University of Surrey

Test tubes in the lab Research in the ATI Dance Research

Nurses' knowledge and attitudes towards cancer-related fatigue.

Miller, M and Kearney, N (2001) Nurses' knowledge and attitudes towards cancer-related fatigue. Eur J Oncol Nurs, 5 (4). pp. 208-217.

Full text not available from this repository.

Abstract

Fatigue is the most common symptom associated with cancer and cancer treatment and is now widely recognized as a significant problem for patients with cancer (Ream & Richardson 1999). Although the profile of cancer-related fatigue has grown over the past few years within the specialty of oncology, not all patients with cancer receive care from cancer specialists. As a result of restructuring of cancer services, the majority of patients within the UK receive their cancer treatment outwith a cancer centre and are supported by District General Hospitals and community-based services. Consequently, it is appropriate to evaluate nurses' fatigue knowledge and attitudes across a range of clinical settings caring for patients with cancer. Nurses were recruited from community, general medical, general surgical and oncology clinical settings (n=470). A postal questionnaire to evaluate fatigue knowledge and attitudes was administered. A response rate of 43% was achieved. Data were analysed descriptively. Underestimation of fatigue incidence (by 28% of respondents), poor knowledge and practice regarding fatigue assessment and management, and poor fatigue communication practices were common throughout all clinical areas. However, nurses from all settings consistently demonstrated a good understanding of the impact of fatigue on patients with cancer and an appreciation of the importance of the role of the nurse in fatigue management. While oncology nurses demonstrated the greatest fatigue knowledge, these were not significantly better than the other specialties. A significant proportion of nurses caring for patients with cancer are unaware of fatigue's incidence, assessment and management. As cancer incidence rates are set to rise and the spectrum of clinical settings in which patients receive their care is increasing, it is imperative that this common and debilitating symptom receives appropriate recognition from health-care professionals. A number of strategies to enhance knowledge and information dissemination should be initiated to ensure that patient outcomes in relation to cancer-related fatigue are improved.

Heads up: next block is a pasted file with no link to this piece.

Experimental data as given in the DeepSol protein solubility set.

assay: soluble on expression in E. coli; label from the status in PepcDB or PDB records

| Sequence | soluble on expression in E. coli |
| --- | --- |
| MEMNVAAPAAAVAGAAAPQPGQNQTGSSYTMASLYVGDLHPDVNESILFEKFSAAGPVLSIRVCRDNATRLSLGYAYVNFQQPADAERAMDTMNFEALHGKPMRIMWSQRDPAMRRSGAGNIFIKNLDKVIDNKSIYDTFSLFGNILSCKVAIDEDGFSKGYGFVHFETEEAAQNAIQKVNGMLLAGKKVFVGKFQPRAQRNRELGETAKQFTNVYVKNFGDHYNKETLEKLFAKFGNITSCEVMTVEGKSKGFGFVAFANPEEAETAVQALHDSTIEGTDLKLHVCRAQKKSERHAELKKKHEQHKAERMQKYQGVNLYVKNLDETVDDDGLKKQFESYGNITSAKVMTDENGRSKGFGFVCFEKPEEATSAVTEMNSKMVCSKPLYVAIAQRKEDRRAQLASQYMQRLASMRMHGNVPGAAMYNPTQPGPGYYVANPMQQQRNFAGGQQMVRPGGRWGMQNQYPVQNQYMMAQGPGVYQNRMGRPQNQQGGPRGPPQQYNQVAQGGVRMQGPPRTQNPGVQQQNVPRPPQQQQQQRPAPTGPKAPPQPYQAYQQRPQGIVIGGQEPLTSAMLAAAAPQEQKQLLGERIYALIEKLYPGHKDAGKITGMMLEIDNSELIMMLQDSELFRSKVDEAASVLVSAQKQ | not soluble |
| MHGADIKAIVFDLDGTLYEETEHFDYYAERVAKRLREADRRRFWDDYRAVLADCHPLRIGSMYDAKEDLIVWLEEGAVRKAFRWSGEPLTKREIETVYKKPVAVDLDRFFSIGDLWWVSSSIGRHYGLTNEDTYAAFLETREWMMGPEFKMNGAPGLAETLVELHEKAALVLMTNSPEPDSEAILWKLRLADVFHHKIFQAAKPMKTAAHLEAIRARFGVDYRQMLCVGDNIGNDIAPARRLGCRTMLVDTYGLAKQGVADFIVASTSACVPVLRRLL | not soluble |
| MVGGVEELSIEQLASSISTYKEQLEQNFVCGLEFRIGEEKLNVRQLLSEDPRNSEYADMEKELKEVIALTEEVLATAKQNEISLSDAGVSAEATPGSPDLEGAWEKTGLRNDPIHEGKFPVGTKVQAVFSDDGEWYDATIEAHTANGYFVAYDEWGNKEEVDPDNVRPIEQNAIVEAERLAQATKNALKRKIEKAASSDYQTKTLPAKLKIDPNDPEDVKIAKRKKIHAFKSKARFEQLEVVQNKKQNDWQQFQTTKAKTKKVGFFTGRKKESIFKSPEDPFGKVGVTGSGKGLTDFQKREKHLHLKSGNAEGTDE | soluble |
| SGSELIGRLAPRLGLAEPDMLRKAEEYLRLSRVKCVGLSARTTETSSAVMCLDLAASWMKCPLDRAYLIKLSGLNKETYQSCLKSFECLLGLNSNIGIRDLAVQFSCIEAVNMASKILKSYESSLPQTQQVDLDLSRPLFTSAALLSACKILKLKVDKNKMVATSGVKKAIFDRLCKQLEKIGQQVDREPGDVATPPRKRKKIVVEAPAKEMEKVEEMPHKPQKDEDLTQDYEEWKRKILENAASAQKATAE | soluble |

Item Type: Article
Authors :
NameEmailORCID
Miller, MUNSPECIFIEDUNSPECIFIED
Kearney, Nn.kearney@surrey.ac.ukUNSPECIFIED
Date : December 2001
Identification Number : https://doi.org/10.1054/ejon.2001.0133
Related URLs :
Depositing User : Symplectic Elements
Date Deposited : 17 May 2017 10:21
Last Modified : 17 May 2017 10:21
URI: http://epubs.surrey.ac.uk/id/eprint/827415

Actions (login required)

View Item View Item

Downloads

Downloads per month over past year


Information about this web site

© The University of Surrey, Guildford, Surrey, GU2 7XH, United Kingdom.
+44 (0)1483 300800